3. American Society for Metabolic and Bariatric Surgery. Estimate of bariatric surgery numbers, 2011–2021. Published 2023. Accessed 11 Aug 2023.
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  5. Brethauer SA, Kothari S, Sudan R, et al. Systematic review on reoperative bariatric surgery American Society for Metabolic and Bariatric Surgery Revision Task Force. Surg Obes Relat Dis. 2014;10(5):952–972.
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  11. Bauerle WB, Mody P, Estep A, et al. Current trends in the utilization of a robotic approach in the field of bariatric surgery. Obes Surg. 2023;33(2):482–491.
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  13. King K, Galvez A, Stoltzfus J, et al. Robotic-assisted surgery results in a shorter hospital stay following revisional bariatric surgery. Obes Surg. 2021;31(2):634–639.
  14. Gray KD, Moore MD, Elmously A, et al. Perioperative outcomes of laparoscopic and robotic revisional bariatric surgery in a complex patient population. Obes Surg. 2018;28(7):1852–1859.
  15. Dreifuss NH, Mangano A, Hassan C, Masrur MA. Robotic revisional bariatric surgery: a high-volume center experience. Obes Surg. 2020;31(4):1656–1663.
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  19. Petrick AT, Rosenthal RJ, Wood GC. Understanding the causes of conflicting outcomes reported using the same cohorts from the MBASQIP PUF data registry. Surg Obes Relat Dis. 2021;17(9):e42–e45.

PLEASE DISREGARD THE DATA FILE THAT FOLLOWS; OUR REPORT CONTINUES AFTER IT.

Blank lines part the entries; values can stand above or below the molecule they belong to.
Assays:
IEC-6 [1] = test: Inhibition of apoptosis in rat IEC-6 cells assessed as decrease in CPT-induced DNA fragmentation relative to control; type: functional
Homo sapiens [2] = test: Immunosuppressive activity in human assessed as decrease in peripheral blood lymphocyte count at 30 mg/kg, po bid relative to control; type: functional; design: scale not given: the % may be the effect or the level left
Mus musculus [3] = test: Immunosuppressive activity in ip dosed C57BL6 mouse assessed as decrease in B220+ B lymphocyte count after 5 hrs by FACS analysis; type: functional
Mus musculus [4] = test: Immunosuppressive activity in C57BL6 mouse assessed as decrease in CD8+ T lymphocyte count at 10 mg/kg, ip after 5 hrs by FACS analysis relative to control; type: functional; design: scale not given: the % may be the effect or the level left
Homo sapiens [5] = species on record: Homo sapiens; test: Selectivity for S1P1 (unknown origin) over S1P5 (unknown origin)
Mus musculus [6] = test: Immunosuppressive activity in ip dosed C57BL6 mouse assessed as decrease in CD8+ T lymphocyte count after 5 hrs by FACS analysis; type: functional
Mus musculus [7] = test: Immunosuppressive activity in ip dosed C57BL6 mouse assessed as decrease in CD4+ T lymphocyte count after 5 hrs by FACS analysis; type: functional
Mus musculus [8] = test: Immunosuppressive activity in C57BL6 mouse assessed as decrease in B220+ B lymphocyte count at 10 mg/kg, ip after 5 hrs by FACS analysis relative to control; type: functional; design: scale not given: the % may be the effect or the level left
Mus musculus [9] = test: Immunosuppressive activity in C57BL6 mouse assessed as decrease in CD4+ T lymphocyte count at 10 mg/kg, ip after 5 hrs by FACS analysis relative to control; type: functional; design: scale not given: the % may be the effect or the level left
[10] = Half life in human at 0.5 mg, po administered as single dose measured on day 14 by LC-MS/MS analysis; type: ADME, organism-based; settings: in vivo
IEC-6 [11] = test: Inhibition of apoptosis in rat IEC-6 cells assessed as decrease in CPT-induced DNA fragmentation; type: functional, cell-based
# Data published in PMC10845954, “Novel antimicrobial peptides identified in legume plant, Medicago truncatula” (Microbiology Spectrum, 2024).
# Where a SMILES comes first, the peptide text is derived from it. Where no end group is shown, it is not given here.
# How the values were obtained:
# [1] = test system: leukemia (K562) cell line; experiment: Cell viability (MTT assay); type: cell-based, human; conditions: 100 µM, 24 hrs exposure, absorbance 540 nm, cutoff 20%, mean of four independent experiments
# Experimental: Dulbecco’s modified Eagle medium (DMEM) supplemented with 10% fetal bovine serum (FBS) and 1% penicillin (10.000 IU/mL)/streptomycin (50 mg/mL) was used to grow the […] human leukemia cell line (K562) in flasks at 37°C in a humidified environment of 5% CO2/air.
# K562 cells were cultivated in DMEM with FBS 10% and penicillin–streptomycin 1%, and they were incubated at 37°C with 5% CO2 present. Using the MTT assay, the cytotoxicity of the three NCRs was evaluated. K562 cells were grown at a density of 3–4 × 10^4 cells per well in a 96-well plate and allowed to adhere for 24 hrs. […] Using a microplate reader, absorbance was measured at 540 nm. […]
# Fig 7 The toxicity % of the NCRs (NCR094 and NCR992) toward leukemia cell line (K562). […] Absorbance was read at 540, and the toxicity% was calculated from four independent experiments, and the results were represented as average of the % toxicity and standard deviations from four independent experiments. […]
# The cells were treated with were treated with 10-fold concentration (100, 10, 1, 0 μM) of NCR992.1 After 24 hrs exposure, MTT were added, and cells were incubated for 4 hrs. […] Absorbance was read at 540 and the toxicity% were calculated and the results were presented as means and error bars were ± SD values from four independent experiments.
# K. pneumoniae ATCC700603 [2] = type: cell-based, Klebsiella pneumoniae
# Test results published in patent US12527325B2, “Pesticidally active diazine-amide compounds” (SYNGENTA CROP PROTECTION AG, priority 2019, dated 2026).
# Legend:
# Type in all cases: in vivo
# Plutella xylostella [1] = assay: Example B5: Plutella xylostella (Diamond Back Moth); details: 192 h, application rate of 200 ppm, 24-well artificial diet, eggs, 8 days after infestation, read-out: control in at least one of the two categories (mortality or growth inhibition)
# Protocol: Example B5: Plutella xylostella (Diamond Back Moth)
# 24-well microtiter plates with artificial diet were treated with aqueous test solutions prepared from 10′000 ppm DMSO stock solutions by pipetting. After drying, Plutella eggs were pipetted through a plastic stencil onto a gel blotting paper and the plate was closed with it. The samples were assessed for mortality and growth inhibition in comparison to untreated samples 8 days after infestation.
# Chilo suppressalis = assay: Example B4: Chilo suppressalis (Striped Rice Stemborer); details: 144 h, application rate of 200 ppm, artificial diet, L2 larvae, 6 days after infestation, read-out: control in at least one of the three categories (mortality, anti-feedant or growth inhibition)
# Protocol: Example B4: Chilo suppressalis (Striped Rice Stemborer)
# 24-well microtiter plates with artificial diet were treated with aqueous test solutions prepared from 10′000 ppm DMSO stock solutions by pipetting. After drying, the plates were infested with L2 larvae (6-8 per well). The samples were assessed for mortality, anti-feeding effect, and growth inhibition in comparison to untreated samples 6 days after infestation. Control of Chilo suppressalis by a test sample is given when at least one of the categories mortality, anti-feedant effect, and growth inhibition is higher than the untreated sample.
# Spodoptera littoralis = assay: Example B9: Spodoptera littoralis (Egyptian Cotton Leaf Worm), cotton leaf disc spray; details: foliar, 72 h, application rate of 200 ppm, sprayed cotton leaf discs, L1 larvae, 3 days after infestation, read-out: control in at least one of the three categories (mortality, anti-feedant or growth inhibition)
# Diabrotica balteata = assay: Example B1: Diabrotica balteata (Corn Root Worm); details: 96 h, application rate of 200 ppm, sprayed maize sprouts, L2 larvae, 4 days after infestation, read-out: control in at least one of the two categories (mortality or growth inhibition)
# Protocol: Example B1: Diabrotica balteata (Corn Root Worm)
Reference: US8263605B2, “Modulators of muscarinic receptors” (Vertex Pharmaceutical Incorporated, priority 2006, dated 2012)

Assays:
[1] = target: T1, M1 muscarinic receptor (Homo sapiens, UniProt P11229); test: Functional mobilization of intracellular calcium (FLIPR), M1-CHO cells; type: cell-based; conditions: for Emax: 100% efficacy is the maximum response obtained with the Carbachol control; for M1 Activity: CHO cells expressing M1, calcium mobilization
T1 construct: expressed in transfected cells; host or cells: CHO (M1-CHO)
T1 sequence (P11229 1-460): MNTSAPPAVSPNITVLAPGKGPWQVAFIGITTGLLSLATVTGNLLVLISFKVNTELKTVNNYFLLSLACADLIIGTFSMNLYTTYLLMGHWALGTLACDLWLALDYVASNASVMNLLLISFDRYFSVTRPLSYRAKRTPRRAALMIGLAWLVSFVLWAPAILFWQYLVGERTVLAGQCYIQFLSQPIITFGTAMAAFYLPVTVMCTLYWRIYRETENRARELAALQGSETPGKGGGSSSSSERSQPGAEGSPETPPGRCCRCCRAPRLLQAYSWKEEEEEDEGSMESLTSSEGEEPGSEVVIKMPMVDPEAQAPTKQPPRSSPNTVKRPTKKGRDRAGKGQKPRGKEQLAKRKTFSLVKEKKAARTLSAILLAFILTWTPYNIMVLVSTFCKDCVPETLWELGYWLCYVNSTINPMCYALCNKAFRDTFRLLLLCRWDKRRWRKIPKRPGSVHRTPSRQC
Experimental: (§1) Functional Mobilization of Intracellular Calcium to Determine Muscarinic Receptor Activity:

20. Chaar ME, Petrick A, Clapp B, et al. Outcomes of robotic-assisted bariatric surgery compared to standard laparoscopic approach using a standardized definition: first look at the 2020 Metabolic and Bariatric Surgery Accreditation Quality Improvement Project (MBSAQIP) data. Obes Surg. 2023;33(7):2025–2039.
  21. American College of Surgeons. Participant Use Data File. Accessed 11 Aug 2023.
  22. King K, Galvez A, Stoltzfus J, et al. Cost analysis of robotic Roux-en-Y gastric bypass in a single academic center: how expensive is expensive? Obes Surg. 2020;30(12):4860–4866.
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  24. Salem JF, Bauerle WB, Arishi AA, et al. Direct medical costs of robotic sleeve gastrectomy compared to laparoscopic approach in a single academic center. J Robotic Surg. 2023;17(1):49–54.